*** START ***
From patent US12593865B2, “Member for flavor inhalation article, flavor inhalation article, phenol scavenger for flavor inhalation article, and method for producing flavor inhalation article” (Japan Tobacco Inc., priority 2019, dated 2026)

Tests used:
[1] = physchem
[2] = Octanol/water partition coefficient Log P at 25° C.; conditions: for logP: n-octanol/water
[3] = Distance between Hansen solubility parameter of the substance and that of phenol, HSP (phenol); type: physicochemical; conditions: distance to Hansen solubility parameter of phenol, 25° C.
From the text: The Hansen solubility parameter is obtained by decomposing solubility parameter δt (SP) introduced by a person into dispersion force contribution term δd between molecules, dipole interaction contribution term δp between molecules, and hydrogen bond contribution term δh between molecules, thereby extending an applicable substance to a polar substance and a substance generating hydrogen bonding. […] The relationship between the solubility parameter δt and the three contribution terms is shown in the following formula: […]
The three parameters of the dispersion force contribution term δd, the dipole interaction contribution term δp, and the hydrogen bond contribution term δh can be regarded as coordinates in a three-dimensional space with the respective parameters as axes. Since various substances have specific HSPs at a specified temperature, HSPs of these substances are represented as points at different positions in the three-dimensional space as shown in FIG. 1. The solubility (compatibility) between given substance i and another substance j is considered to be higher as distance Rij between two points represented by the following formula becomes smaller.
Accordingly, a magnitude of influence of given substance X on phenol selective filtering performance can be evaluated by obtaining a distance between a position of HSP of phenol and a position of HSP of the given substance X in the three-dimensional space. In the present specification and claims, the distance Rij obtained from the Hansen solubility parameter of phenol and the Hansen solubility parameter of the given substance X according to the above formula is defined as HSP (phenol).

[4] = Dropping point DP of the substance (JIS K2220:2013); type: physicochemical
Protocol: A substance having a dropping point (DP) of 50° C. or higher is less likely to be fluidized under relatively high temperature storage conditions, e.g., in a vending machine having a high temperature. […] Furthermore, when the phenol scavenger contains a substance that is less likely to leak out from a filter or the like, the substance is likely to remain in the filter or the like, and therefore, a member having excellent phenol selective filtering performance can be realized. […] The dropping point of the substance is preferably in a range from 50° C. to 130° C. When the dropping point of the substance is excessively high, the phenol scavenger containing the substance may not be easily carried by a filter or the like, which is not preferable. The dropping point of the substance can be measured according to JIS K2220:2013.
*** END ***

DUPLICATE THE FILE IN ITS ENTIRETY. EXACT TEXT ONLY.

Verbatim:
From patent US12593865B2, “Member for flavor inhalation article, flavor inhalation article, phenol scavenger for flavor inhalation article, and method for producing flavor inhalation article” (Japan Tobacco Inc., priority 2019, dated 2026)

Tests used:
[1] = physchem
[2] = Octanol/water partition coefficient Log P at 25° C.; conditions: for logP: n-octanol/water
[3] = Distance between Hansen solubility parameter of the substance and that of phenol, HSP (phenol); type: physicochemical; conditions: distance to Hansen solubility parameter of phenol, 25° C.
From the text: The Hansen solubility parameter is obtained by decomposing solubility parameter δt (SP) introduced by a person into dispersion force contribution term δd between molecules, dipole interaction contribution term δp between molecules, and hydrogen bond contribution term δh between molecules, thereby extending an applicable substance to a polar substance and a substance generating hydrogen bonding. […] The relationship between the solubility parameter δt and the three contribution terms is shown in the following formula: […]
The three parameters of the dispersion force contribution term δd, the dipole interaction contribution term δp, and the hydrogen bond contribution term δh can be regarded as coordinates in a three-dimensional space with the respective parameters as axes. Since various substances have specific HSPs at a specified temperature, HSPs of these substances are represented as points at different positions in the three-dimensional space as shown in FIG. 1. The solubility (compatibility) between given substance i and another substance j is considered to be higher as distance Rij between two points represented by the following formula becomes smaller.
Accordingly, a magnitude of influence of given substance X on phenol selective filtering performance can be evaluated by obtaining a distance between a position of HSP of phenol and a position of HSP of the given substance X in the three-dimensional space. In the present specification and claims, the distance Rij obtained from the Hansen solubility parameter of phenol and the Hansen solubility parameter of the given substance X according to the above formula is defined as HSP (phenol).

[4] = Dropping point DP of the substance (JIS K2220:2013); type: physicochemical
Protocol: A substance having a dropping point (DP) of 50° C. or higher is less likely to be fluidized under relatively high temperature storage conditions, e.g., in a vending machine having a high temperature. […] Furthermore, when the phenol scavenger contains a substance that is less likely to leak out from a filter or the like, the substance is likely to remain in the filter or the like, and therefore, a member having excellent phenol selective filtering performance can be realized. […] The dropping point of the substance is preferably in a range from 50° C. to 130° C. When the dropping point of the substance is excessively high, the phenol scavenger containing the substance may not be easily carried by a filter or the like, which is not preferable. The dropping point of the substance can be measured according to JIS K2220:2013.